Despite the controversy surrounding the game's content (it was banned in Brazil and by some UK retail outlets), it found a welcome home on Nintendo's fan-favorite console. Unsurprisingly, the Wii Remote was a perfect fit for Bully's slapstick "slingshot," "stink bomb" and "spud cannon" gameplay — and the mature content was a welcome addition to the relatively wholesome Nintendo landscape the Wii had laid out before it. To this day, Bully entertains a new generation of fans with an updated Anniversary Edition on Android and iOS; but nothing compares to the Wiimote when it comes to slinging marbles and tossing firecrackers at your fellow school yard scoundrels.

Metal Slug Anthology

Every Metal Slug title ever released on a single disc at one low-low price — playable from the comfort of your own home? Yes, please! In case you missed it, the Metal Slug franchise has been a staple of the SNK Neo-Geo arcade system since its release in 1996. This series of run-and-gun action platformers grew to popularity as the entries became more and more outlandish throughout the years — and fans were happy to keep pumping quarter after quarter into high fidelity SNK cabinets for their video game drug of choice.

A decade after the first Metal Slug title hit arcades, the geniuses at SNK Playmore USA had the idea of bringing this powerhouse series together for a single release, and developer Terminal Reality facilitated this request with flying colors. Metal Slug Anthology features the 5 Metal Slug titles originally released for the Neo-Geo, as well as the remastered Metal Slug X and Metal Slug 6 (originally released on the Sammy Atomiswave arcade system).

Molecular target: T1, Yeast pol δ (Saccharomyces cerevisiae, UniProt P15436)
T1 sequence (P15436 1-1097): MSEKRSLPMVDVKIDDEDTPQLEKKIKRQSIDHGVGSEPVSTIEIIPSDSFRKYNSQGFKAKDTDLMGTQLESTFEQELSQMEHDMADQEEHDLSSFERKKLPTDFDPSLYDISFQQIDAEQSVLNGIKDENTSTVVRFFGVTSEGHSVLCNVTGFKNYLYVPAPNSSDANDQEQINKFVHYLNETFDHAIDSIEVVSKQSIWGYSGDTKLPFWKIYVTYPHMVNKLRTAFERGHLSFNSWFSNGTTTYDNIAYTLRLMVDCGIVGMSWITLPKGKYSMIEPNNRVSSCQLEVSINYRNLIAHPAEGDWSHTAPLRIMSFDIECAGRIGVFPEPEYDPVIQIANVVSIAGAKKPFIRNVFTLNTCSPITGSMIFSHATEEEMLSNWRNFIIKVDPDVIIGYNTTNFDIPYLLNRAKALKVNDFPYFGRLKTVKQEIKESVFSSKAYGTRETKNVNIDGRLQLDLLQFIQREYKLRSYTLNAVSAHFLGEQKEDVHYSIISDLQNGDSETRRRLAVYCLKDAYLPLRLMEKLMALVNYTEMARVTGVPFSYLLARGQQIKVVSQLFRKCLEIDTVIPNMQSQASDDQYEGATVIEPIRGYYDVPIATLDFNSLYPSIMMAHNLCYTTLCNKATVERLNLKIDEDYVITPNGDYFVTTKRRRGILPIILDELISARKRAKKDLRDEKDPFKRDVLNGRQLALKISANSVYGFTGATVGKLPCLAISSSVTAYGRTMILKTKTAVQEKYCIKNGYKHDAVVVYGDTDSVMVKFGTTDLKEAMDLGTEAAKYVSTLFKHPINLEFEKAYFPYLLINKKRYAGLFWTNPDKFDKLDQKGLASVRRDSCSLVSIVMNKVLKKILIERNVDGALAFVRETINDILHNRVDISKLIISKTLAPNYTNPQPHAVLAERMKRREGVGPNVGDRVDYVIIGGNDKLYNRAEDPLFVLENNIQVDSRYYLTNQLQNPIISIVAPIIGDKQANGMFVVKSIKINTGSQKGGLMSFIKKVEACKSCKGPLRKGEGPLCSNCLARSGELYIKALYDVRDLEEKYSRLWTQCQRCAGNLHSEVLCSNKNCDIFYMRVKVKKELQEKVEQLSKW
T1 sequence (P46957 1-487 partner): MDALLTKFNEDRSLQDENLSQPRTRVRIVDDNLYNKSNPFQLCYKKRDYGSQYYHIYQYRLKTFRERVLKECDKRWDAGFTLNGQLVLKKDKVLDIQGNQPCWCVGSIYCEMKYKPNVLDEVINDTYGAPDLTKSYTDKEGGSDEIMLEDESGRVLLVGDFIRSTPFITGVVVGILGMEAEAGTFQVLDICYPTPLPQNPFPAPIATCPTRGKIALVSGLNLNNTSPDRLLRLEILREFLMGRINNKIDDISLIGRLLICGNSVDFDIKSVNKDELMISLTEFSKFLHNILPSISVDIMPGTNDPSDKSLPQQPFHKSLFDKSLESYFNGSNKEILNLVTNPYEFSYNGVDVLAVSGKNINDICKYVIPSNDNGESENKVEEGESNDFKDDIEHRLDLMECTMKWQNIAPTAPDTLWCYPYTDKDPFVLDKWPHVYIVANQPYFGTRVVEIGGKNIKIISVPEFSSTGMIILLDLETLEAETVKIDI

Combining 2D platforming and bullet-hell sensibilities, the Metal Slug games represent a high water mark for turn-of-the-century arcade titles. Each game is lovingly recreated here, with games 1-5 done via emulation; die hards can sleep easy knowing Metal Slug 6 is a true arcade port. The only real downside to this 2006 release was the lack of support for Nintendo's Classic Controller, which remains a drag to many outspoken critics of the collection.

Tron Evolution: Battle Grids

Sometimes, a video game comes along that reminds you why you fell in love with video games in the first place. Point in case: Tron Evolution: Battle Grids, a deceptively simple and effortlessly fun action adventure game from Disney Interactive Studios and developer n-Space.

A sequel to Disney's 1982 feature film Tron, Tron Evolution: Battle Grids is set during the late 1980s, when the citizens of The Grid were living in a veritable utopia. Lead designer James Toghill and team sought to create a game that's very much a social, multiplayer experience with a fun, "pick up and play" game style. The result is a hybrid of solo and multiplayer gameplay that does a great job of replicating the adventurous sci-fi vibes of the original movie and its sequel, Tron: Legacy.

Battle Grids boasts 3 distinct modes: Story Mode, Championship Mode, and the "Grid Games" — a collection of game modes from Tron lore, including the Light Cycle Arena, Light Cycle Races, Disc Arena, Light Runner Arena, Light Runner Races, HyperBall, and Tanks. And while each of these modes exhibits its own strengths and weaknesses, the highlights of this suite of four-player minigames are the Light Cycle Arena and Light Cycle Races. The wizards at n-Space managed to develop an intuitive control system that seamlessly utilizes the Wii Remote to incredible effect — with the first-person view active, you'll almost swear your racing that Light Cycle yourself.